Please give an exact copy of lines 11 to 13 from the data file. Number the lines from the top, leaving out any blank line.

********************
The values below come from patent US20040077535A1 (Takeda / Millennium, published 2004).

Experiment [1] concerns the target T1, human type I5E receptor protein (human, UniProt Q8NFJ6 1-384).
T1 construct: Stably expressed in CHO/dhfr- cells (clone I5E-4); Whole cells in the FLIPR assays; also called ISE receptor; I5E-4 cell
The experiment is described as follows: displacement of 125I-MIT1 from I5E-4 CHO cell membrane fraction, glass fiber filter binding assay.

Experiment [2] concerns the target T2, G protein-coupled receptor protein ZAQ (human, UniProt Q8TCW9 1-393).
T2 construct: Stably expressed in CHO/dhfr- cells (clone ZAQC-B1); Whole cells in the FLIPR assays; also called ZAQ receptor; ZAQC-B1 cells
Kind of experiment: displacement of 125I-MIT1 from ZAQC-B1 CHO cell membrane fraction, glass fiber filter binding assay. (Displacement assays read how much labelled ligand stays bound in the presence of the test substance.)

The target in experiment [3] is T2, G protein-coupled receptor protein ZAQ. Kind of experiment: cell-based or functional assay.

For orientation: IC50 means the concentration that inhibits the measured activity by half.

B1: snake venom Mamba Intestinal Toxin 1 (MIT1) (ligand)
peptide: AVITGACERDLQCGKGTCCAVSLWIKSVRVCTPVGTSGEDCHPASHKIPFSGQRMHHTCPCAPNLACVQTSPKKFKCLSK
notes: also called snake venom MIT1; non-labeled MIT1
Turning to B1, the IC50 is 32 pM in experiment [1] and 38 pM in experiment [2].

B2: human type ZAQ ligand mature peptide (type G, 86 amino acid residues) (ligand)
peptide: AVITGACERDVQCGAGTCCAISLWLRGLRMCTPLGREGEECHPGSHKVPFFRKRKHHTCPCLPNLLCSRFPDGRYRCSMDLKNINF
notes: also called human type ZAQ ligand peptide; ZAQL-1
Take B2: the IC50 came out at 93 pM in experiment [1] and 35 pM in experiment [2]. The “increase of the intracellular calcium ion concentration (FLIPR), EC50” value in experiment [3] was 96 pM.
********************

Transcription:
peptide: AVITGACERDLQCGKGTCCAVSLWIKSVRVCTPVGTSGEDCHPASHKIPFSGQRMHHTCPCAPNLACVQTSPKKFKCLSK
notes: also called snake venom MIT1; non-labeled MIT1
Turning to B1, the IC50 is 32 pM in experiment [1] and 38 pM in experiment [2].